Research done on the droppings (or poop) of crows has revealed that it is becoming increasingly difficult for human isolate and prevent the spread deadly drug-resistant microbes.
In the study, researchers found that about 2.5 percent of the fecal samples of crows in Massachusetts, Kansas, New York and California had microbes that were resistant to vancomycin, a drug that is known to be one of the last defenses for infections.
“The Vancomycin resistance gene is rare [in the wild], so the fact they readily found it in crows is significant,” said a Virginia Tech environmental engineer, Amy Pruden.
In addition to these newly found carriers of what should be ‘human-derived drug resistance,’ another concern has now arisen in light of such finding. That is, how do we keep these bugs from growing in numbers and hitching rides on more birds and other animals?
One method is to trace back to the source of where these problematic bugs come from. However, the issue with that is, according to Julie Ellis, a scientist involved in the study, it is quite difficult to track the movements of birds.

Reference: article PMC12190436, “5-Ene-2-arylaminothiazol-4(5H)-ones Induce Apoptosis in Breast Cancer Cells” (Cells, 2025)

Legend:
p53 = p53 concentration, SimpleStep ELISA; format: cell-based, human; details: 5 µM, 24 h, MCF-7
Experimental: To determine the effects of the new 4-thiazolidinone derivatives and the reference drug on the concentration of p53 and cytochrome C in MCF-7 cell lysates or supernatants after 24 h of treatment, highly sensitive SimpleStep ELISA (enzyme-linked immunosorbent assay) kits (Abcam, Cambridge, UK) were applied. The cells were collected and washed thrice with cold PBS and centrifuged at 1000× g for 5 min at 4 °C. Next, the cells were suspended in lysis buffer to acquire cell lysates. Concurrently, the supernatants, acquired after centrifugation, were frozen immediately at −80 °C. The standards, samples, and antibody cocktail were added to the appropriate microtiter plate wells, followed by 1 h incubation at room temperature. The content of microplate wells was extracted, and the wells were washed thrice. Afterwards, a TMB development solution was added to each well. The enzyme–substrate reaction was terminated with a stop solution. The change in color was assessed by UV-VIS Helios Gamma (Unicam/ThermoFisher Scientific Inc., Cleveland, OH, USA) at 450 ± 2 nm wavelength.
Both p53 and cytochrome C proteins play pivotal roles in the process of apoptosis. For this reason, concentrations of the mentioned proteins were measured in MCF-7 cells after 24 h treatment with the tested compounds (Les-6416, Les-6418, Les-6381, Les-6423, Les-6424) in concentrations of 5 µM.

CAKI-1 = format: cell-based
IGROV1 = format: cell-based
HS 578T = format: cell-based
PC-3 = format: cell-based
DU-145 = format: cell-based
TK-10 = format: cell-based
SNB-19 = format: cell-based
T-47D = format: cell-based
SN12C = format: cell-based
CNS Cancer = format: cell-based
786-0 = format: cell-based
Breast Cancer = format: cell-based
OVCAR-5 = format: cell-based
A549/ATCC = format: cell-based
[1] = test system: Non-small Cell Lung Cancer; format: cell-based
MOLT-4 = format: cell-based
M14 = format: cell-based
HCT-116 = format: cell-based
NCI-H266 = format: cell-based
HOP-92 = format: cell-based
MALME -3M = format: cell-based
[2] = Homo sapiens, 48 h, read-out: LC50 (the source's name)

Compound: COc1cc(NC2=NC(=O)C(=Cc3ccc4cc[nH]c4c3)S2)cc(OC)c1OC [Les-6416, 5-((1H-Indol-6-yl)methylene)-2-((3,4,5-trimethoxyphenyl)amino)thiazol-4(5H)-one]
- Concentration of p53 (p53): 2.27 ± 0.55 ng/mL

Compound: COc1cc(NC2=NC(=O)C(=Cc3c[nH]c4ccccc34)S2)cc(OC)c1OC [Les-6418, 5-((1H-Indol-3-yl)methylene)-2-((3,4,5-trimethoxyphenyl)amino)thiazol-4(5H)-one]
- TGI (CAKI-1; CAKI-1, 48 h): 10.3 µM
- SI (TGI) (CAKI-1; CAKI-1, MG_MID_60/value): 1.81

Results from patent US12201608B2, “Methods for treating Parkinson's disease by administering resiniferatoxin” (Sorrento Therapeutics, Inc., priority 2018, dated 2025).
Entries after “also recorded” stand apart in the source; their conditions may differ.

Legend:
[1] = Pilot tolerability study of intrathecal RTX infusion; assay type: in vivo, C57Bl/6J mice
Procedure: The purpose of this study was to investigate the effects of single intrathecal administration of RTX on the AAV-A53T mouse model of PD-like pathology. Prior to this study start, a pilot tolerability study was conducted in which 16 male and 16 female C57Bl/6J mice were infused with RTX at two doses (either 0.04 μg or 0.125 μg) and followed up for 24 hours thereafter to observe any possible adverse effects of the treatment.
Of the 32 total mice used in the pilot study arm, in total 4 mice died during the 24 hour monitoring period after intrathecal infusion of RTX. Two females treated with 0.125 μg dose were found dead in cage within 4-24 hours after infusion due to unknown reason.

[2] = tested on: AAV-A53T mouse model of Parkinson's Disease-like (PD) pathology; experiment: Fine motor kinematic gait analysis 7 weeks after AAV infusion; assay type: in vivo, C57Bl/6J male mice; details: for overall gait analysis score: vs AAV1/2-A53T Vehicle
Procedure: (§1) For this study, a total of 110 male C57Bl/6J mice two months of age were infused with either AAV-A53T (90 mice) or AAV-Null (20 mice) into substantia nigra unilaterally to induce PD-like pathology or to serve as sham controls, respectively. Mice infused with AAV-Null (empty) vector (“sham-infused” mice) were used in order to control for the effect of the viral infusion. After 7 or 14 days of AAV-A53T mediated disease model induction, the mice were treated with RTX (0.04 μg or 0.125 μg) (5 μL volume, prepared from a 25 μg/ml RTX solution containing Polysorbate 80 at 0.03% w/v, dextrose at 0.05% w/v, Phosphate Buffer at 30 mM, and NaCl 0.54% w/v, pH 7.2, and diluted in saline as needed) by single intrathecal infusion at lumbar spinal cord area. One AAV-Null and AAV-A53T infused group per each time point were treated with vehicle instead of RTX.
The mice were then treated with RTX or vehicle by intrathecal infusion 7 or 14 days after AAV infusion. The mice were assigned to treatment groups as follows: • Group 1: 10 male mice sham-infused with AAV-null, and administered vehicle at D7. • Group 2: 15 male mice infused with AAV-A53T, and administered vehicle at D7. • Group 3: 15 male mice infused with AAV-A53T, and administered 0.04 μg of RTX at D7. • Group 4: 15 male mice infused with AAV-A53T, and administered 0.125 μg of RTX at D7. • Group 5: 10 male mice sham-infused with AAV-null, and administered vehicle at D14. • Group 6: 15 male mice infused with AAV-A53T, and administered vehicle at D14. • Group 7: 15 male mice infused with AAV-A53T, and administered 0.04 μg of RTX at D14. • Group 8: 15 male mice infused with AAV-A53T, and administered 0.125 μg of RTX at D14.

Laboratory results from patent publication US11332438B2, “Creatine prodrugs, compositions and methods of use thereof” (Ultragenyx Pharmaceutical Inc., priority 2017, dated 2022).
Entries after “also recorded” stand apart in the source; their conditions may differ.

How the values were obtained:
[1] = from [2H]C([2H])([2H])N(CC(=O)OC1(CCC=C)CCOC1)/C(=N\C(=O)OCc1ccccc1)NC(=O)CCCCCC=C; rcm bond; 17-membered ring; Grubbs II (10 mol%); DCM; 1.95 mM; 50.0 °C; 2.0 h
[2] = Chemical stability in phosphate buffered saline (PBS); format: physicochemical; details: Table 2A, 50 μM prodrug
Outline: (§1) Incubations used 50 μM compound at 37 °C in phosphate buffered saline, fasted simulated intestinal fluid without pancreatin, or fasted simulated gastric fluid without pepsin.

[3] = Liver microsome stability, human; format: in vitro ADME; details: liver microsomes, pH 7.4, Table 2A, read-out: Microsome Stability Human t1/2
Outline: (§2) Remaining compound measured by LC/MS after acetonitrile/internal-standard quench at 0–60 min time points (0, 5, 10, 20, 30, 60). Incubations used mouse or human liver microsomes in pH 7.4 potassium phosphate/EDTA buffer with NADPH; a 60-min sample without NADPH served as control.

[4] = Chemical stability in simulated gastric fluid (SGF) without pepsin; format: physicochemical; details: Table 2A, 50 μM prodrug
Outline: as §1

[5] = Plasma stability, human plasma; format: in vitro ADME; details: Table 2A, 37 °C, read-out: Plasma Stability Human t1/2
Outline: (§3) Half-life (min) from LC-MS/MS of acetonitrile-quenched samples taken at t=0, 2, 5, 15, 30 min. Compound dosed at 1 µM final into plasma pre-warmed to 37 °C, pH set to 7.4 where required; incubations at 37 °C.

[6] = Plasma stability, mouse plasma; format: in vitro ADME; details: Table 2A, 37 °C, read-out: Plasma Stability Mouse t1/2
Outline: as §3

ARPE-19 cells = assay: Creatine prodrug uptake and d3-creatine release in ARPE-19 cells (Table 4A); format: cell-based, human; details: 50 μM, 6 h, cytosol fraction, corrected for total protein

“Because birds are so mobile, it’s possible they may acquire resistance genes from multiple sources in their travels,” she said. “Maybe they visit a dumpster or sewage treatment plant one day and later a farmer’s field.”
Crows, like other wild animals, are as much a part of our world as we are of theirs, and it is impossible for people to steer clear of crows at all time. One could put on his hoodie whenever he sees a group of crows hovering above, but how likely is that to happen? Plus, the chances that a person will contract something deadly from just looking at crow poop is low.
Do keep in mind, however, that the recent study on crow droppings and drug-resistant bugs is reinforcing your mother’s command to not touch everything you see.
Source: Environmental Health News